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However, applicants interested in custom-tailoring their own vacation plans through independent arrangements can also apply for financing directly through the loan provider’s own website (excluding FOMO Travel, which exclusively books travel through its contracted partners). Once approved, the credited loan amount can be used to pay for travel with any airline, cruise line, or hotel that the recipient desires.
Each financing company differs with its procedures. Uplift’s application process is automated and integrated into its travel partners’ websites (or on its own website), where they collect applicant info to review and render a real-time decision for financing approval. Affirm likewise collects applicants’ data online to make a near-instantaneous underwriting decision. If approved, the shopper can then select his or her preferred repayment term, which generally must be made within three, six, or 12 months (longer terms are available with select merchants).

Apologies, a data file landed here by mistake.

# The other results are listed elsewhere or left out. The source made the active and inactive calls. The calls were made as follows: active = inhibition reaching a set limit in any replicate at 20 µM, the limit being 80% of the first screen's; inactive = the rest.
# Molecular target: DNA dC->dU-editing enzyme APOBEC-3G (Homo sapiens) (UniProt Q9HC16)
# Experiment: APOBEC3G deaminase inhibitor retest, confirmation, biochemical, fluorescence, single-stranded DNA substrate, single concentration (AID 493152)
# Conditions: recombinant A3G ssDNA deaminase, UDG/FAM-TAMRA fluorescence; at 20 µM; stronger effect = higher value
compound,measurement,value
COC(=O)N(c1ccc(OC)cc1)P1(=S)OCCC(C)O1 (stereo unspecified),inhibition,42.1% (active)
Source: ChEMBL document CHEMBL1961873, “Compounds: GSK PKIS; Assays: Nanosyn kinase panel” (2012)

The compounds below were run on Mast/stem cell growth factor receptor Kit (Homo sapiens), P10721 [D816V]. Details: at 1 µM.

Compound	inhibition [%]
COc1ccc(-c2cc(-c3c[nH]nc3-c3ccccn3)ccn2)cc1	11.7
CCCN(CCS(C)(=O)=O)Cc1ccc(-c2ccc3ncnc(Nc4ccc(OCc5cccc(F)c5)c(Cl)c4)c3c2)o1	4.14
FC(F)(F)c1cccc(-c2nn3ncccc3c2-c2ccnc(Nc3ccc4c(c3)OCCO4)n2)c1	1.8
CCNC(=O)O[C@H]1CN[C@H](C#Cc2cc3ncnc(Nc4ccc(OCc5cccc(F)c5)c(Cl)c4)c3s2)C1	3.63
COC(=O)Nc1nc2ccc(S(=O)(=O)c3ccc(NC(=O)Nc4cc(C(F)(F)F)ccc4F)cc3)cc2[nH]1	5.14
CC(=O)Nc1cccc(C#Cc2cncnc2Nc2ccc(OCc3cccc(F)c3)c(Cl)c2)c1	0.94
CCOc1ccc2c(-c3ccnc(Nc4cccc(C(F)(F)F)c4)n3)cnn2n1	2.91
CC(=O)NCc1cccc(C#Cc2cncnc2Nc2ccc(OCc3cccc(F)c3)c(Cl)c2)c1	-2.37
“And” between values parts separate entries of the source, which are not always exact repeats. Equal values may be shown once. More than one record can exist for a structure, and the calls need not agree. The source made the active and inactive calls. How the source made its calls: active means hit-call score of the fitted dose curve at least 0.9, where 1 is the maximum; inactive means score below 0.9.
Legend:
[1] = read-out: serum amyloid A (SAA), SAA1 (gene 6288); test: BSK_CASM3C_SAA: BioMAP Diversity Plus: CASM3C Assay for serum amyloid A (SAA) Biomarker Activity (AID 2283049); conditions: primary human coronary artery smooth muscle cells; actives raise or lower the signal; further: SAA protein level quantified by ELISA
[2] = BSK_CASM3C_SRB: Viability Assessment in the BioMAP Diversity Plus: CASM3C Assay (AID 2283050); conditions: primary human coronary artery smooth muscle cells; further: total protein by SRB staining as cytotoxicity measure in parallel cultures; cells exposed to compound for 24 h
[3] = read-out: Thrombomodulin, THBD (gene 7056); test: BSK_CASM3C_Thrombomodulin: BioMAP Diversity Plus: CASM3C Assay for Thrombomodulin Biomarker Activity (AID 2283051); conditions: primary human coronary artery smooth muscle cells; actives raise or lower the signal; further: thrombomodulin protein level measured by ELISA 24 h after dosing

At FOMO Travel, which works more like store-style layaway than a traditional bank loan since it doesn’t charge interest, there are no credit checks and everybody who applies is approved. CEO and founder Andrew Katzwinkel explains, “There is zero friction or waiting period when activating a payment plan.”
Many providers, like Uplift, use credit history data to ensure the borrower has the ability to repay. Importantly, though, “Checking your rate does not impact your credit score—there is no hard credit pull unless you accept an offer,” says Soderberry.
“We want to ensure we’re only approving someone for what we believe they can comfortably afford and, unfortunately, that means sometimes we have to tell someone no if this isn’t the case,” adds Rustom Birdie, who leads the travel sector at Affirm, which also uses credit history data for loan determinations.
For FOMO Travel, however, the only major factor for qualification is an agreement that the vacation be paid in full at least 30 days prior to departure. “If the package is not paid for in full, we do not issue the travel documents and the client cannot travel,” says Katzwinkel. However, FOMO does allow clients to make fee-free amendments to their travel dates if they aren’t going to be able to make their final payment in time.